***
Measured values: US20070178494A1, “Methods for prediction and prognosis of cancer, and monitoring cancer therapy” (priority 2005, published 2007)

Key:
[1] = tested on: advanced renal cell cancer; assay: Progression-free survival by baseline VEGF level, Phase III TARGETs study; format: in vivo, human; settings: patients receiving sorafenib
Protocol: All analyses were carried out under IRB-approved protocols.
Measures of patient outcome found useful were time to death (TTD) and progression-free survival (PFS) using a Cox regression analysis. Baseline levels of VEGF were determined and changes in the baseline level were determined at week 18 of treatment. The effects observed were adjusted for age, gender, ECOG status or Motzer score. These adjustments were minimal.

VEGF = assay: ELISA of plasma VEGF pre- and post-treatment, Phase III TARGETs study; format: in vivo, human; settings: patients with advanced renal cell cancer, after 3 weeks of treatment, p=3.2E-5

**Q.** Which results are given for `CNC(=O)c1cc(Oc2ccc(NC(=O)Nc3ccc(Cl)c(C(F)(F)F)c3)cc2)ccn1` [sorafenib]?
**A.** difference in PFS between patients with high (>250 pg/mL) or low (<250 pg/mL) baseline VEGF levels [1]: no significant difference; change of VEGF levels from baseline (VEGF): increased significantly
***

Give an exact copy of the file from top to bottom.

Measured values: US20070178494A1, “Methods for prediction and prognosis of cancer, and monitoring cancer therapy” (priority 2005, published 2007)

Key:
[1] = tested on: advanced renal cell cancer; assay: Progression-free survival by baseline VEGF level, Phase III TARGETs study; format: in vivo, human; settings: patients receiving sorafenib
Protocol: All analyses were carried out under IRB-approved protocols.
Measures of patient outcome found useful were time to death (TTD) and progression-free survival (PFS) using a Cox regression analysis. Baseline levels of VEGF were determined and changes in the baseline level were determined at week 18 of treatment. The effects observed were adjusted for age, gender, ECOG status or Motzer score. These adjustments were minimal.

VEGF = assay: ELISA of plasma VEGF pre- and post-treatment, Phase III TARGETs study; format: in vivo, human; settings: patients with advanced renal cell cancer, after 3 weeks of treatment, p=3.2E-5

**Q.** Which results are given for `CNC(=O)c1cc(Oc2ccc(NC(=O)Nc3ccc(Cl)c(C(F)(F)F)c3)cc2)ccn1` [sorafenib]?
**A.** difference in PFS between patients with high (>250 pg/mL) or low (<250 pg/mL) baseline VEGF levels [1]: no significant difference; change of VEGF levels from baseline (VEGF): increased significantly